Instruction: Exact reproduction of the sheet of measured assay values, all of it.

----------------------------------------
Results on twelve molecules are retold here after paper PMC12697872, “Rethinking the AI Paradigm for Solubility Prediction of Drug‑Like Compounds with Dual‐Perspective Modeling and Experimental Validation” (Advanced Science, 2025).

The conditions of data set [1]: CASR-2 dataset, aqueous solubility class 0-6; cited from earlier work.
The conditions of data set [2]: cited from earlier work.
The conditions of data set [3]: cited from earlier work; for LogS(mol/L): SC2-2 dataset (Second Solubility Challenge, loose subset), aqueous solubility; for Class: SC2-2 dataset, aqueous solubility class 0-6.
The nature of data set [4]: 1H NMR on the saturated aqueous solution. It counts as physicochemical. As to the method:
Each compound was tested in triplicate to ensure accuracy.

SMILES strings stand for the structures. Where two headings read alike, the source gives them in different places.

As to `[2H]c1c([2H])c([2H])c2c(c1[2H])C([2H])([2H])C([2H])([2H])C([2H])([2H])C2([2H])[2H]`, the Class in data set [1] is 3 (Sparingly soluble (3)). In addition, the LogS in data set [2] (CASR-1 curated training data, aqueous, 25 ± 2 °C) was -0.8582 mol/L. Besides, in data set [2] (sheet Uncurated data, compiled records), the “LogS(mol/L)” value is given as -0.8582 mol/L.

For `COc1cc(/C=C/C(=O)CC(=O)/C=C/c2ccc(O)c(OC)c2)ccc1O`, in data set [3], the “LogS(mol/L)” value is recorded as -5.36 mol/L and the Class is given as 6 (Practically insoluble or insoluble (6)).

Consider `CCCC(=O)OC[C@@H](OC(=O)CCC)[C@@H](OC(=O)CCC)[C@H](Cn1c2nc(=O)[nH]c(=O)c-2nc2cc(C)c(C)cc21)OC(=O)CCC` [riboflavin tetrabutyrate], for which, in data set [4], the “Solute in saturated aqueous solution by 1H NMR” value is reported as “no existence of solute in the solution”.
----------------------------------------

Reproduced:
Results on twelve molecules are retold here after paper PMC12697872, “Rethinking the AI Paradigm for Solubility Prediction of Drug‑Like Compounds with Dual‐Perspective Modeling and Experimental Validation” (Advanced Science, 2025).

The conditions of data set [1]: CASR-2 dataset, aqueous solubility class 0-6; cited from earlier work.
The conditions of data set [2]: cited from earlier work.
The conditions of data set [3]: cited from earlier work; for LogS(mol/L): SC2-2 dataset (Second Solubility Challenge, loose subset), aqueous solubility; for Class: SC2-2 dataset, aqueous solubility class 0-6.
The nature of data set [4]: 1H NMR on the saturated aqueous solution. It counts as physicochemical. As to the method:
Each compound was tested in triplicate to ensure accuracy.

SMILES strings stand for the structures. Where two headings read alike, the source gives them in different places.

As to `[2H]c1c([2H])c([2H])c2c(c1[2H])C([2H])([2H])C([2H])([2H])C([2H])([2H])C2([2H])[2H]`, the Class in data set [1] is 3 (Sparingly soluble (3)). In addition, the LogS in data set [2] (CASR-1 curated training data, aqueous, 25 ± 2 °C) was -0.8582 mol/L. Besides, in data set [2] (sheet Uncurated data, compiled records), the “LogS(mol/L)” value is given as -0.8582 mol/L.

For `COc1cc(/C=C/C(=O)CC(=O)/C=C/c2ccc(O)c(OC)c2)ccc1O`, in data set [3], the “LogS(mol/L)” value is recorded as -5.36 mol/L and the Class is given as 6 (Practically insoluble or insoluble (6)).

Consider `CCCC(=O)OC[C@@H](OC(=O)CCC)[C@@H](OC(=O)CCC)[C@H](Cn1c2nc(=O)[nH]c(=O)c-2nc2cc(C)c(C)cc21)OC(=O)CCC` [riboflavin tetrabutyrate], for which, in data set [4], the “Solute in saturated aqueous solution by 1H NMR” value is reported as “no existence of solute in the solution”.